Saddam Death Sentence Upheld

Today, Saddam Hussein’s death sentence has been upheld and he will be executed in 30 days. It’s important to take a look at how he was sentenced and how his trial was conducted. Human Rights Watch released a disturbing report in November that detailed possible fundamental flaws in Saddam’s trial.

Some of the flaws identified were in the areas of court documentation, security for defense lawyers, weaknesses in defense representation, concerns about the presumption of innocence and the impartiality of the trial itself, problems with the defense’s ability to prepare for trial, the inability of the defense to question witnesses, and finally the disruptions of the defense counsel especially the international lawyers like Ramsey Clark who’s sole strategy was to disrupt the trial, among other flaws. Suffice to say, the Iraqi High Tribunal was nothing more than a kangaroo court. Saddam’s trial was unfair and he deserves a new trial at the very least.

This farcial trial and the execution will hurt American credibility in the world even more than its already hurt because this will tell the world we are not serious about civil liberties. It will tell the world that we are willing to have a kangaroo court conduct a farcical trial in order to give “legitmacy” to basically murdering Saddam. If the United States and the Iraqi government is serious about freedom and justice in Iraq, they admit the originial trial was a farce, rewrite the laws authorizing the Iraqi High Tribunal to better protect defendants’ rights and maintain order in the trial, protect witnesses’ security, bring in international experts to monitor the retrial, and retry Saddam for his crimes this time following accepted international rules of jurisprudence.

Finally, to all those soon to be commenters and bloggers who will accuse me of implying that Saddam is innocent or somehow a nice guy, I’m not saying that at all. I’m simply making the arguement that we do not suspend the rules for fair trials just because the defendant ran a state that was in the business of mass murder. It does everyone involved from the American soldiers who will be the targets of the rage that will result from the execution, to the victims of Saddam’s government who will be dishonored by the farcical trial, to the Iraqi and American governments who will bear the international criticism, rightly in this case, for the proceedings, to the Iraqi people who will face an even more dangerous security situation, if that’s possible, to finally the American people who will be an even more tempting target to Islamic terrorists seeking revenge for Saddam’s death; more harm than good to have the kangaroo court than a fair trial.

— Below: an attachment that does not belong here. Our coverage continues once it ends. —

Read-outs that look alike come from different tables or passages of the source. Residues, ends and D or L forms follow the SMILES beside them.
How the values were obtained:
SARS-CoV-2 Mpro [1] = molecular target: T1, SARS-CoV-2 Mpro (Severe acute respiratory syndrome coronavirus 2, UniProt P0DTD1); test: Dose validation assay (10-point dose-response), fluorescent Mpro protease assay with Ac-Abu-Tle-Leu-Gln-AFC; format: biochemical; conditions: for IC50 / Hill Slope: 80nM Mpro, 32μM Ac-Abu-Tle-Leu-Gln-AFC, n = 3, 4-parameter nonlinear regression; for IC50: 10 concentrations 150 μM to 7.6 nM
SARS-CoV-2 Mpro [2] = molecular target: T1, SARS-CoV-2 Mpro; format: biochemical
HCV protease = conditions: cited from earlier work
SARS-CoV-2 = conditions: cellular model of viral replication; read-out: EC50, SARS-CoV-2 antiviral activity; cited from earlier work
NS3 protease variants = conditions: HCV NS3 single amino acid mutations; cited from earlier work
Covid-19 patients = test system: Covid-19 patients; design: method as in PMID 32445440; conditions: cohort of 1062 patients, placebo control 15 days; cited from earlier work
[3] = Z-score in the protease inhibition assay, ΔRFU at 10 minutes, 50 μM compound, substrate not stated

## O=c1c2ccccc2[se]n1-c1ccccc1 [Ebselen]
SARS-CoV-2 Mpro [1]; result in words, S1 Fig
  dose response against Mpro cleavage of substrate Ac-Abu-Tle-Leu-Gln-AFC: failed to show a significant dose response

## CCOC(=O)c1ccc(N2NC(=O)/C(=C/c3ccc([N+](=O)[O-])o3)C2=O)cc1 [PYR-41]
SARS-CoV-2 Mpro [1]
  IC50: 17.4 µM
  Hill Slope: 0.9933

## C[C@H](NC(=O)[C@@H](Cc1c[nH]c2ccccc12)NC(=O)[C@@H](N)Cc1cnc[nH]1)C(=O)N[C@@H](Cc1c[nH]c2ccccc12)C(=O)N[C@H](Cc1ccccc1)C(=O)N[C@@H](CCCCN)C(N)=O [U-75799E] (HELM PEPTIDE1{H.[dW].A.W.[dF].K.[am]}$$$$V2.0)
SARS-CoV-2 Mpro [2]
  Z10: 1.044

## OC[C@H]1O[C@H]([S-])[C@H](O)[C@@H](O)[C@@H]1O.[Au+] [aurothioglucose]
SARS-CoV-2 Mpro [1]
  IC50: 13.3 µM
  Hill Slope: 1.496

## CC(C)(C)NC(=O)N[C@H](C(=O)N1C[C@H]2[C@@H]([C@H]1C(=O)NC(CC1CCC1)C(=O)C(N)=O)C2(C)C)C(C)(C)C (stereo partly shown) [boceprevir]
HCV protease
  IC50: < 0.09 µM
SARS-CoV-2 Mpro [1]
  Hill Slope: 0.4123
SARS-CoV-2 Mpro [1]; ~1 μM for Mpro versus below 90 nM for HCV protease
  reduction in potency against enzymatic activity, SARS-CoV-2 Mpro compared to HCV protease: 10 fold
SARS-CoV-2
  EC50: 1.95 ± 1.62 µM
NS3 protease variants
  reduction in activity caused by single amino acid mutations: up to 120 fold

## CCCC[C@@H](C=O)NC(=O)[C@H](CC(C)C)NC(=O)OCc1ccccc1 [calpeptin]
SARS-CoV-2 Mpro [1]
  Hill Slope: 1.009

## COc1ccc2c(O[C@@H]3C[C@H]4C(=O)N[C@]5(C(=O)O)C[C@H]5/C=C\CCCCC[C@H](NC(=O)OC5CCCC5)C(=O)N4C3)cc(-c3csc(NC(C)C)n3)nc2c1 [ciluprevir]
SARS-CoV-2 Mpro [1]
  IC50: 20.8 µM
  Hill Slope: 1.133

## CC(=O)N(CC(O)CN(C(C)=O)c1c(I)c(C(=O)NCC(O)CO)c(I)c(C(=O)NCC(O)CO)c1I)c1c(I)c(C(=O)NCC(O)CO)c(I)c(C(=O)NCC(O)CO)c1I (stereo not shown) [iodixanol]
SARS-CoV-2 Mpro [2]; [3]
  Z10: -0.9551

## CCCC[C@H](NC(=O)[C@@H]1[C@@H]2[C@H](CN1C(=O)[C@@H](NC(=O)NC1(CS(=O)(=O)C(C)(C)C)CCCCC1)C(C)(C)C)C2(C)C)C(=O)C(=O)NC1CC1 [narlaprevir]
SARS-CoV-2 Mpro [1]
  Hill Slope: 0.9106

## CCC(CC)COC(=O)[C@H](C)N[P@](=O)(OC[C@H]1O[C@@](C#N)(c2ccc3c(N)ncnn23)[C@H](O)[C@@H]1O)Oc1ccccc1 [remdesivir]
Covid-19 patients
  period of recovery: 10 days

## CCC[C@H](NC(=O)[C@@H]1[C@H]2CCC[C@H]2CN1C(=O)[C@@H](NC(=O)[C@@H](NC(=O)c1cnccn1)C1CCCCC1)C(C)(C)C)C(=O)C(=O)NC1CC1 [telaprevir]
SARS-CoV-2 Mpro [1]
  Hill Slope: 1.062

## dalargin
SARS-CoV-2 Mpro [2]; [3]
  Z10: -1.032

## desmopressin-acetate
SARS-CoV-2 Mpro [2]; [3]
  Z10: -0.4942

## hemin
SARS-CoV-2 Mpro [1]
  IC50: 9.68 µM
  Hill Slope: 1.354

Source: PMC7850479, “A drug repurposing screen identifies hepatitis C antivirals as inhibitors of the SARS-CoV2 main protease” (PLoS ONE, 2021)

I’m one of the original co-founders of The Liberty Papers all the way back in 2005. Since then, I wound up doing this blogging thing professionally. Now I’m running the site now. You can find my other work at The and Rare. You can also find me over at the R Street Institute.
  • tonya

    As a soldier currently in Iraq, I have not had the oppotunity to watch any of Saddam’s trial. I do, however, appreciate the last paragraph in the article. If, in fact, the trial was conducted the way that the Humanitarian groups are saying it was conducted, then give the man another, fair trial. However, I believe that the only way that a completely fair trial could be conducted is to have an international trial. Otherwise, no matter what rules are upheld, the persons involved in the trial will still be individuals who were affected by Saddam’s rule in one fashion or another and will have prejudicies. Yes, his own people should be the ones to judge him, but maybe we should expand on that to include all persons who are Arab and Islamic from this region. It is not a complete solution, but it is a suggestion. Unfortunately, if the Iraqis backdown from the decision that has already been made, then they lose face and honor, something that is completely unacceptable to the Arab nations.

  • Brad Warbiany

    How much of he disruption was caused by Saddam and his defense team themselves? I haven’t followed this trial too closely, but how much of this was Saddam and his team dliberately trying to make the trial illegitimate?

  • Kevin

    Actually, quite a lot of it. Most of the in court disruptions were by the defendants themselves. In addition, Saddam’s foreign lawyers spent more time giving political speeches in the cross examination than actually questioning the witnesses. But there were fundamental flaws in the set up and execution (pardon the pun) of the trial itself, which in an American courtroom, would be grounds for a new trial.